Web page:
Saw a Takashi Miike picture called The Great Yokai War. "Yokai" is a Japanese term for monsters from folklore, as opposed to the more familiar kaiju. It's a kids' picture, about a young boy from Tokyo sent out to live in the countryside with his older sister and his intermittently senile grandfather. When a vengeful spirit appears, the boy gets caught up in a war between warring groups of yokai and must find his courage to become the "Kirin Rider", the hero who will set everything to rights. It's not a bad picture - nothing deep, but an amusing story. Some of the yokai are really trippy, Japanese folklore can get pretty "out there", apparently.

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Did you mean " TOP OF THE WORLD MA!" to the tune of a tommy gun?

I don't want to spoil the end of White Heat for The Baron.

JohnD said:

Did you mean " TOP OF THE WORLD MA!" to the tune of a tommy gun?
It's ok. Just don't say a word about "Yankee Doodle Dandy".



Jeff of Earth-J said:

"It's been a long while since I heard of it, but I finally watched 50 Years of James Bond -- The Supercut."

That sounds very cool. We'll watch it this weekend.

I keep forgetting to mention it, but we did watch this this past weekend... and loved it! You're right about the film-to-film transitions: sometimes it's really quite amazing how seemlessly they fir together. I suspect they fudged somewhat on the "five minute rule," but who cares? What a novel idea! I have always wanted to see a compilation of the the opening credits sequences. The only thing I have like it is a DVD of the trailers of all the Godzilla movies in order. When I was young, I sometimes found it difficult to follow the plot of James Bond movies, but oddly, I didn't have any problem "following" the Supercut at all. thanks for bringing it to me attention!

Hausu director Nobuhiko Obayashi has passed away.


PowerBook Pete, the Mad Mod said:

I've just seen the 1977 Japanese horror film HAUSU or "House." A Japanese schoolgirl is preparing for summer break when her widower father tells her he's about to remarry. Upset, she contacts her aunt and invites herself and six classmates to visit the aunt's home in the country. Soon after they arrive, one girl disappears, and the elderly aunt appears rejuvenated, even rising from her wheelchair. One by one, they continue to disappear or meet grisly ends. The special effects are oddly simplistic--some of it's even line animation. It gives the film an appearance similar to the drawings of a small child. The music is definitely of the '70s. I'd recommend this movie only as a curiosity. You can see a trailer here. It may be NSFW.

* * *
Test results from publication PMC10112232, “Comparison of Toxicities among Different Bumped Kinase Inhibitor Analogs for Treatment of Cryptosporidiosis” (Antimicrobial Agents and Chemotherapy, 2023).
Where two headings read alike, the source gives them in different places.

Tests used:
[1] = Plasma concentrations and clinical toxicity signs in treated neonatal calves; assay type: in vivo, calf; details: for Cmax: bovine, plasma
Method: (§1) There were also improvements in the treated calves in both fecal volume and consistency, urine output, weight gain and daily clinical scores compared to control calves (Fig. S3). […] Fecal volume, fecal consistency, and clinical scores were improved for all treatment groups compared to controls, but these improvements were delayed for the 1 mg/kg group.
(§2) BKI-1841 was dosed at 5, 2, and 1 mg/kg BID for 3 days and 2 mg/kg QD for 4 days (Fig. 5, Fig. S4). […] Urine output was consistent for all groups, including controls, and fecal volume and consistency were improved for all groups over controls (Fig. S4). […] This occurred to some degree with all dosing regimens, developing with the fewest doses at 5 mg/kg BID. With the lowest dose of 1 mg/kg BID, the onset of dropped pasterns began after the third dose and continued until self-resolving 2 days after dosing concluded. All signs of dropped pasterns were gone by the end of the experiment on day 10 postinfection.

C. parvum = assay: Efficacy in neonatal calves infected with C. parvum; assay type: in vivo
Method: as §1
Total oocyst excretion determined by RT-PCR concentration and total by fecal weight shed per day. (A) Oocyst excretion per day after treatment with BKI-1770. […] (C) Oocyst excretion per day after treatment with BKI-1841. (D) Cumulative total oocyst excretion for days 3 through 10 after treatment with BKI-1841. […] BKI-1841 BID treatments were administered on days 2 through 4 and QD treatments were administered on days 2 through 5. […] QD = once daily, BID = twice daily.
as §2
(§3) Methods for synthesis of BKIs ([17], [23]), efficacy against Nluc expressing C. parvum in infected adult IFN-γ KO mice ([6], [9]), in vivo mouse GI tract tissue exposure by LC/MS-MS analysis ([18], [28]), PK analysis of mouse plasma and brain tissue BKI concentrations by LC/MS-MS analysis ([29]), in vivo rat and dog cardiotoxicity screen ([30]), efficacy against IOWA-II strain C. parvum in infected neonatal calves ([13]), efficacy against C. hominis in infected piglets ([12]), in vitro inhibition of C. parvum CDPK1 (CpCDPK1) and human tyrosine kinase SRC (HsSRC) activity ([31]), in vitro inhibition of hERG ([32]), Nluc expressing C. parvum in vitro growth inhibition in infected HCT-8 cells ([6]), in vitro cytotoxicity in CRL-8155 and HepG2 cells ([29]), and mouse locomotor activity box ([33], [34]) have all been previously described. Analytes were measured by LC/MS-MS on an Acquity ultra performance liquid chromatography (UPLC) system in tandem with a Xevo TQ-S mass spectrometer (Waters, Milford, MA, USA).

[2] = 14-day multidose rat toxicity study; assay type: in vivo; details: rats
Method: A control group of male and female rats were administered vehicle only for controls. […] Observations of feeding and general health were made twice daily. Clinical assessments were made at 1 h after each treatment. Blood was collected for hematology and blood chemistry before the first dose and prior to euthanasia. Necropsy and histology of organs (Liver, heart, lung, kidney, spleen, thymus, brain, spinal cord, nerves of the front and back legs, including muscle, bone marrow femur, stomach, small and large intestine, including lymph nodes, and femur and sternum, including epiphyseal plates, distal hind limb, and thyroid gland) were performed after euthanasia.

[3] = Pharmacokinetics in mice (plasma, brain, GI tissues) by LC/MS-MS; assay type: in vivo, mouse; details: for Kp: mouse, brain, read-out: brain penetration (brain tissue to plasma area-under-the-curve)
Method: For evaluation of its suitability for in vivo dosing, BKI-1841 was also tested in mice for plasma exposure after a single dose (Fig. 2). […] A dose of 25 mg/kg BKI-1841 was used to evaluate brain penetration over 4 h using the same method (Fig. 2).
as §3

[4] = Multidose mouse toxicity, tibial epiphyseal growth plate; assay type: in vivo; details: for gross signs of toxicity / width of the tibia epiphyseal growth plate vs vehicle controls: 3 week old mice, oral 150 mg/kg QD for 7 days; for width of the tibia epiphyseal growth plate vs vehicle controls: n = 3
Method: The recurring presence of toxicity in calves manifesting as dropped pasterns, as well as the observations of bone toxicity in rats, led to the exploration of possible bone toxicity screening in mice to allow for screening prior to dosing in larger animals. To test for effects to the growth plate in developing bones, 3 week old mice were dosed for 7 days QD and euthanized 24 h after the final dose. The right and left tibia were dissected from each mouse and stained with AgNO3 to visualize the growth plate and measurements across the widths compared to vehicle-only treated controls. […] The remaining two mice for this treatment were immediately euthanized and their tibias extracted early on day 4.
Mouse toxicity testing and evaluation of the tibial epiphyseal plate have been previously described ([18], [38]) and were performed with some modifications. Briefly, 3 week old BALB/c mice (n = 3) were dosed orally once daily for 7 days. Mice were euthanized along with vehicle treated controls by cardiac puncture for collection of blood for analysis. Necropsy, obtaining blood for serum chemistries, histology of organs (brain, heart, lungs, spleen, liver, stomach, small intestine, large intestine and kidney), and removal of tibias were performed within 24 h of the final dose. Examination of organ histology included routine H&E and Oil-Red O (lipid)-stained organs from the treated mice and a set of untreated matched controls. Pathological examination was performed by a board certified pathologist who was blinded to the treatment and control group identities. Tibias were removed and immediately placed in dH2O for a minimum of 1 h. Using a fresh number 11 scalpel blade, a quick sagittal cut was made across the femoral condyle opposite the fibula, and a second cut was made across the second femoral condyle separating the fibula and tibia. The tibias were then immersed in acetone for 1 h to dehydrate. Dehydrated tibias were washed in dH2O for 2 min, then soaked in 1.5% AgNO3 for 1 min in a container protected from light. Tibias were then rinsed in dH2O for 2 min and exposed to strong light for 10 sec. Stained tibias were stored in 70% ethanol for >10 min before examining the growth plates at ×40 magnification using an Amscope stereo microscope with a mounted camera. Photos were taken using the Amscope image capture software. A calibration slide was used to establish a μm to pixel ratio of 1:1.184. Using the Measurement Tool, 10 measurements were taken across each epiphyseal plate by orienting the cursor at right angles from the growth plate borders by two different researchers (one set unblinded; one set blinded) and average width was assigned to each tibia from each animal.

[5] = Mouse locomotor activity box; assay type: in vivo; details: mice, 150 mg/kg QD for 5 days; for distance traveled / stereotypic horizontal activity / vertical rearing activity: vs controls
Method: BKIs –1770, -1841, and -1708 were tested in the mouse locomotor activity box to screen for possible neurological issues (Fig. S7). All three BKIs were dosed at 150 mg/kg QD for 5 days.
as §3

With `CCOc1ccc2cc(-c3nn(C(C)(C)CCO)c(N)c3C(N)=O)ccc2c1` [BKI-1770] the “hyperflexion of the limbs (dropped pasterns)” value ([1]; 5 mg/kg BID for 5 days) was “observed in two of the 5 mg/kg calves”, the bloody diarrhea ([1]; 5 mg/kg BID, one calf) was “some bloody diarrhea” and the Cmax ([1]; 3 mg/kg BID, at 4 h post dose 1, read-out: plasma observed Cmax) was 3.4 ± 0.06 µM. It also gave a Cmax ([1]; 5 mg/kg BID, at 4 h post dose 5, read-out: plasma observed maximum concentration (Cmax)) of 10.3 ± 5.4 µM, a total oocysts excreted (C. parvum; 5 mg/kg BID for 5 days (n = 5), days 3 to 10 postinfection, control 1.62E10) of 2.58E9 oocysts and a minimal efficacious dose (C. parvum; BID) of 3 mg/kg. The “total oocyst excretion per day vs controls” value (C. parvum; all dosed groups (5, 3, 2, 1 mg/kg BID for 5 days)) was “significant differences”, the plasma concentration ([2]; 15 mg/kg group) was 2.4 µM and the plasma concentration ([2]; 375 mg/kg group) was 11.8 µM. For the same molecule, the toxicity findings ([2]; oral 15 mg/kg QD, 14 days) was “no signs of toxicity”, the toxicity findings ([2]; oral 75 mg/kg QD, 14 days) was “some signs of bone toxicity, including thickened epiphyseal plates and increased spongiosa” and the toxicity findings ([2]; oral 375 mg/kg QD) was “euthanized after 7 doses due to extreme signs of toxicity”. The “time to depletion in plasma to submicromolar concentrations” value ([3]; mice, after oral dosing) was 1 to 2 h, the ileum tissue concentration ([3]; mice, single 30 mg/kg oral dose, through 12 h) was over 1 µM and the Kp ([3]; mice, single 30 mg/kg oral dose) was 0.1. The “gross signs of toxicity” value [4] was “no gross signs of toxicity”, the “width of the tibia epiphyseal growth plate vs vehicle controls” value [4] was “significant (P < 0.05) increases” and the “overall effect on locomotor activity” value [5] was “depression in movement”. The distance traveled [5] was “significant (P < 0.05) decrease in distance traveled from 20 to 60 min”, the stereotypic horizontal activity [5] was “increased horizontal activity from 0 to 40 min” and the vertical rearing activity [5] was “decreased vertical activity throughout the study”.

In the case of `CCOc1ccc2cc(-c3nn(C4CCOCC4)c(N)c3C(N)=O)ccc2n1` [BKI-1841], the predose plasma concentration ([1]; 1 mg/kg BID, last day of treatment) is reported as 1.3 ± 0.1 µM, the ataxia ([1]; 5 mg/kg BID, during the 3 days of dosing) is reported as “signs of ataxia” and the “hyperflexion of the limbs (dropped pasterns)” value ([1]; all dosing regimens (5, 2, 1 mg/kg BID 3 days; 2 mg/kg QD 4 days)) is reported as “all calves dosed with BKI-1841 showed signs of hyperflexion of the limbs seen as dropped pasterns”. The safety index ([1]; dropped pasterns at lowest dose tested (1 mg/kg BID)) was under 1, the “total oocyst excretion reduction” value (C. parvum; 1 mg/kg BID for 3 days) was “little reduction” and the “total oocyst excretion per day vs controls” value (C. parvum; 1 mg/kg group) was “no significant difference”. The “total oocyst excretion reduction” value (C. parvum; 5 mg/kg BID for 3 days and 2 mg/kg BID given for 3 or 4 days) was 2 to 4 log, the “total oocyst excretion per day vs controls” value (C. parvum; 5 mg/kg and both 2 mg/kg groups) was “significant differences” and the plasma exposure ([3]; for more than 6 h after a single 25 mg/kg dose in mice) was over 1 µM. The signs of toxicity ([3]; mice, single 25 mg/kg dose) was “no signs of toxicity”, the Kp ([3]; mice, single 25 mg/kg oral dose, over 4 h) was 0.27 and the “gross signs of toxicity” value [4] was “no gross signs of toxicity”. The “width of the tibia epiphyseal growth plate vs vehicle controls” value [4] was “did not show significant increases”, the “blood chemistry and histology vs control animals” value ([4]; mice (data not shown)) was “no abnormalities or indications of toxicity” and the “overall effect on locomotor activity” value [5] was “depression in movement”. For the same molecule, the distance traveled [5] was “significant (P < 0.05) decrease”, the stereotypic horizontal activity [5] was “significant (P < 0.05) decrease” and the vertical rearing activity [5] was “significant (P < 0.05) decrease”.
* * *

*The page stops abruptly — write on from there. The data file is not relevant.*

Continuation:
I watched a movie I haven't seen in I bet 30+ years, and that was Arthur. I loved this when I was a kid. Man, outside of John Gielgud, this movie sucks. The cast is just a bunch of annoying people, who I do not like, outside of John Gielgud. So, outside of John Gielgud, there is no reason to watch this one.

"Outside of John Gielgud, this movie sucks. Inside of John Gielgud, it's too dark to watch a movie."
-- Not Mark Twain

Actually, as a classically trained actor, Gielgud is equipped for screenings of all Academy-ratio movies. (For Cinemascope, you've got to go with Welles.)

We finally watched something that's just been lying around the house: Tower Heist.

It didn't come that well recommended by the one household member who had seen it, but the rest of it enjoyed it fine.